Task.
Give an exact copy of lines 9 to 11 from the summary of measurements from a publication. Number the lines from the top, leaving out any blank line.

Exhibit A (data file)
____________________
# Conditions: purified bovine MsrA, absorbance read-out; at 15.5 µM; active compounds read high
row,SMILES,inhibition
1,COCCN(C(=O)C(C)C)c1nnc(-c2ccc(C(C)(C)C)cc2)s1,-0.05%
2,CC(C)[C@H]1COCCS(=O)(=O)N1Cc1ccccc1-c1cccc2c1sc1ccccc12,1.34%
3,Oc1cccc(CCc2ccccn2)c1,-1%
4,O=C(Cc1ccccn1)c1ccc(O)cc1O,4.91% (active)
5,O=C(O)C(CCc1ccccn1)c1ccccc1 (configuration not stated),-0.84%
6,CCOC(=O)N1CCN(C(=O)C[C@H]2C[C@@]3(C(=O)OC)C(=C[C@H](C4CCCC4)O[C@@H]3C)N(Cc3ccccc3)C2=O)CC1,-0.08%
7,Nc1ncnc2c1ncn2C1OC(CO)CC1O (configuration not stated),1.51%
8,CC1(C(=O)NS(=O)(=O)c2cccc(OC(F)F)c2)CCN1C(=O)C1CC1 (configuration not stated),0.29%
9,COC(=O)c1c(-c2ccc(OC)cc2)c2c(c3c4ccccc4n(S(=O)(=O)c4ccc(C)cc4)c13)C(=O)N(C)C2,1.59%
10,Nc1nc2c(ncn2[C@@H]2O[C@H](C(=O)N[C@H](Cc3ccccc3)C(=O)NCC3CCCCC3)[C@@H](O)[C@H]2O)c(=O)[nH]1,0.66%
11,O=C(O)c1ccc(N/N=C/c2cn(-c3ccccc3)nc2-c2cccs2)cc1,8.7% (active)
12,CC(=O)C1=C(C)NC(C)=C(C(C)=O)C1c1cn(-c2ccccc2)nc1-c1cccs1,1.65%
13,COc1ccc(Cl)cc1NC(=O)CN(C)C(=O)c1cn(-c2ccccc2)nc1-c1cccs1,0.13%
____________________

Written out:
7,Nc1ncnc2c1ncn2C1OC(CO)CC1O (configuration not stated),1.51%
8,CC1(C(=O)NS(=O)(=O)c2cccc(OC(F)F)c2)CCN1C(=O)C1CC1 (configuration not stated),0.29%
9,COC(=O)c1c(-c2ccc(OC)cc2)c2c(c3c4ccccc4n(S(=O)(=O)c4ccc(C)cc4)c13)C(=O)N(C)C2,1.59%